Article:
Known as the “Paris of South America” due to its architectural ambiance and strong ties with Italy and Spain, Buenos Aires lies in the east of Argentina, where the Rio Plata runs into the Atlantic Ocean. Its location on the country’s pampas (lowlands) was part of the inspiration for its name, which translates from Spanish as “good airs.” After declaring independence from Spain in 1816 and undergoing decades of controversial rule in the 1900s under the Perons, Argentinians and, in particular, porteños (Buenos Aires residents) retain a strong political voice found in few other nations. In Buenos Aires, seasons are reversed from the northern hemisphere, with hot and humid summers and mild winters that rarely see temperatures dip below freezing.
Arts and politics—and sometimes both at once—define most every aspect of the city’s culture. Buenos Aires’ literary history has given rise to more bookstores per capita than any other city in the world, while its theater scene boasts more productions each week than either New York or Paris. But it’s music for which Buenos Aires is most renowned, and the city’s prevalent passion and flair is better showcased nowhere else than in the tango, which takes center stage each August during the world’s most prestigious tango festival. The city’s many ethnic cuisines and country’s renowned wines—malbec in particular—are main draws for visitors.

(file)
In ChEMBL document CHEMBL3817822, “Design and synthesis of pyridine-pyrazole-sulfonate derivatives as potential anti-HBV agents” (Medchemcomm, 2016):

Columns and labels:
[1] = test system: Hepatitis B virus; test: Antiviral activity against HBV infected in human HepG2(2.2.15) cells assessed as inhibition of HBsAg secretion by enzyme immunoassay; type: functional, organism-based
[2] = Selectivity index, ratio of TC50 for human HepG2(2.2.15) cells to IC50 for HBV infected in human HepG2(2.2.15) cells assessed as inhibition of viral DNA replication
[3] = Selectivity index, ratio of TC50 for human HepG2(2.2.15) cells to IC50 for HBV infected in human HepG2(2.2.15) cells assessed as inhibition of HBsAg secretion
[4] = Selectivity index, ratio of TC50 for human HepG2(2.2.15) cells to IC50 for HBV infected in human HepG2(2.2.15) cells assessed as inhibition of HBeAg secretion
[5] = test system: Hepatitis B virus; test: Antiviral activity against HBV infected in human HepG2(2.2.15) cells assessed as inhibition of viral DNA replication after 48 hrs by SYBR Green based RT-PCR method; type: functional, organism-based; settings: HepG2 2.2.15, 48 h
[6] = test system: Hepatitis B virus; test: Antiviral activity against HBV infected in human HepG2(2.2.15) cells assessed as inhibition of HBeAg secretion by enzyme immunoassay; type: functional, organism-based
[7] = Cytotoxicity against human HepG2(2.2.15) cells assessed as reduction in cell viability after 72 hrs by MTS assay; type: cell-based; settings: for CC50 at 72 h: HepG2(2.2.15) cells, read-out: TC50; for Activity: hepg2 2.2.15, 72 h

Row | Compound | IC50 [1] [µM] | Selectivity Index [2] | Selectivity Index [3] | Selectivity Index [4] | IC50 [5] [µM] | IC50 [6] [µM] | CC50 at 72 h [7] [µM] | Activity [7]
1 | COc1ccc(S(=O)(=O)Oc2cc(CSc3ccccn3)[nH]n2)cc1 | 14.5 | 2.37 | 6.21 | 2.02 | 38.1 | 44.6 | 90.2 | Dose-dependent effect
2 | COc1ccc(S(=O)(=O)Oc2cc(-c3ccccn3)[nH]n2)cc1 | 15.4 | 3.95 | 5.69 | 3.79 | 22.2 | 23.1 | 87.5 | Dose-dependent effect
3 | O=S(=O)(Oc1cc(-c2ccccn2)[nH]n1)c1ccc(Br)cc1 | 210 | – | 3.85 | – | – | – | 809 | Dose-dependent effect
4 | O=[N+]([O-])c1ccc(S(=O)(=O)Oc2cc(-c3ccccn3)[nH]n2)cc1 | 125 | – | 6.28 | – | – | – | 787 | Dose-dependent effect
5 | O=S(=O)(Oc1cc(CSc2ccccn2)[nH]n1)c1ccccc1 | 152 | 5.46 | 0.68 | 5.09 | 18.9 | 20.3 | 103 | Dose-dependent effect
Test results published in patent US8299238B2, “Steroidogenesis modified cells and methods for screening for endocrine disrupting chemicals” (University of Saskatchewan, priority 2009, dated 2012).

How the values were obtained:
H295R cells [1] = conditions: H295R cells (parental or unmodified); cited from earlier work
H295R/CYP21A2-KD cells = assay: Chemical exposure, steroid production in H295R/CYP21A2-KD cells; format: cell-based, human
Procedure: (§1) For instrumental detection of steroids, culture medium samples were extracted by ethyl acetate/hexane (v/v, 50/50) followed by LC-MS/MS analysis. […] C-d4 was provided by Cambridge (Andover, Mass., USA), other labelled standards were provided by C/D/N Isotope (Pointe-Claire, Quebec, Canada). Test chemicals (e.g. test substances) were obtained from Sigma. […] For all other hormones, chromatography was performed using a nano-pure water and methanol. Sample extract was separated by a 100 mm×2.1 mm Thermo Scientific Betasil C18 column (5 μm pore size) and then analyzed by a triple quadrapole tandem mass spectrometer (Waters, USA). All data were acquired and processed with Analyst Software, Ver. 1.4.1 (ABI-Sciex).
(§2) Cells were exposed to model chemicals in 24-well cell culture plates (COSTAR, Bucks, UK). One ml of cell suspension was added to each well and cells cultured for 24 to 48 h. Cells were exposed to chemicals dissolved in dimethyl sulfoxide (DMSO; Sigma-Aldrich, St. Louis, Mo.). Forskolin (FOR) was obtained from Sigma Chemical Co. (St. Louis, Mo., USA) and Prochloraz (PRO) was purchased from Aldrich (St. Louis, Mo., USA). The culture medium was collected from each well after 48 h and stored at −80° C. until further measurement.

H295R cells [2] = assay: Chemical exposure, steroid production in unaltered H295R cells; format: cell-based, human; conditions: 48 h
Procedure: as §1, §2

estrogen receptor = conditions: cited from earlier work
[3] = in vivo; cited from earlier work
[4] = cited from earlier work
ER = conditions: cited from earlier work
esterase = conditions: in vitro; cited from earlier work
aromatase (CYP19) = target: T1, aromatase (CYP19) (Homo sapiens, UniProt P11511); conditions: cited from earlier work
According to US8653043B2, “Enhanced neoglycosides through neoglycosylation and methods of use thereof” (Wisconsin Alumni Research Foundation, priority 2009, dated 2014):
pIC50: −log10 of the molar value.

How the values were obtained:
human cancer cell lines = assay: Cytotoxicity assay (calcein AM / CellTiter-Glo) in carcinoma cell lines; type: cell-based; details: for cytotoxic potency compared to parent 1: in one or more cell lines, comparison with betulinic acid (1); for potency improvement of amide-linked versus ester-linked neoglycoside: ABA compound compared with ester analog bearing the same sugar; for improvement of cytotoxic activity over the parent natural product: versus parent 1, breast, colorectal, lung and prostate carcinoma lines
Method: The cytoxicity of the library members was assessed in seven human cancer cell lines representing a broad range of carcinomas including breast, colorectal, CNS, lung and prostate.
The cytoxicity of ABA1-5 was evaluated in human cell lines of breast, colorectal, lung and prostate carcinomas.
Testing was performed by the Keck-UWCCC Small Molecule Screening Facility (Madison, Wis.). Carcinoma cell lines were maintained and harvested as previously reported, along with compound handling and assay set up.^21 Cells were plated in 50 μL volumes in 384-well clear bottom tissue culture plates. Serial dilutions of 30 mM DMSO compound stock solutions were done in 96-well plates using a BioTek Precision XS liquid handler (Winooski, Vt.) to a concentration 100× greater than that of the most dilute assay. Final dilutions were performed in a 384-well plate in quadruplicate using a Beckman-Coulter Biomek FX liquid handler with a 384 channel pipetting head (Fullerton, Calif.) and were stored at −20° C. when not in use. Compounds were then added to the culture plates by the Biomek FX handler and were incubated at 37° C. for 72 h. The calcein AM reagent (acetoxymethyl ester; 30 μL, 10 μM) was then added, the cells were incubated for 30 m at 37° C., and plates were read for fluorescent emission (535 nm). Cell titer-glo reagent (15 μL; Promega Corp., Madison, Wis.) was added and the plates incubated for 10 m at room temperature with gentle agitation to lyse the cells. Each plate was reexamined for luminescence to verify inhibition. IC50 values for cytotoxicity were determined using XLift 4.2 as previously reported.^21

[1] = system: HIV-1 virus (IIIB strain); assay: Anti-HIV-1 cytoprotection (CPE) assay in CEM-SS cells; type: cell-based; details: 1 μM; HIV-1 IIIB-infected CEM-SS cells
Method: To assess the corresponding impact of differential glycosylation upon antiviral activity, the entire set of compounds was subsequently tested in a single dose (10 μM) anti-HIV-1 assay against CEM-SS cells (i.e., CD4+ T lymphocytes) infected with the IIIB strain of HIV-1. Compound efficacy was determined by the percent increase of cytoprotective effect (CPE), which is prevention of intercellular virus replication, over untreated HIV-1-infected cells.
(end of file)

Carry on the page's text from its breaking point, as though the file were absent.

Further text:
With arts playing such a key role in the culture, museums and theaters top the must-do lists. Some of the world’s finest performers have graced the stage of the Teatro Colón, the city’s internationally renowned opera house, while the National Museum of Fine Arts houses one of the greatest collections of European art in all South America. Bibliophiles will find heaven at El Ateneo Grand Splendid, a former theater now enjoying a second incarnation as one of the world’s most impressive bookstores, both in architecture and selection. The city’s political heart is found in the Monserrat barrio, where the Plaza de Mayo has played a central role during many of the country’s turning points in history. Today, the plaza draws visitors with its obelisk commemorating Argentina’s independence from Spain and colorful and historic buildings that encircle the plaza.
The city is divided into 48 official barrios, many of which have distinct neighborhoods within. The largest barrio, Palermo, contains the fashion-forward Soho and affluent Chico districts. The Recoleta neighborhood is home to Avenida Alvear, the Rodeo Drive of Buenos Aires, known for its haute couture boutiques. While some visitors shun El Caminito street in La Boca for being too touristy, others revel in its many local crafts and street performers dancing tango. One of the oldest neighborhoods, San Telmo is considered an architectural treasure for its well-preserved buildings and narrow, winding streets, as well as a weekend flea market.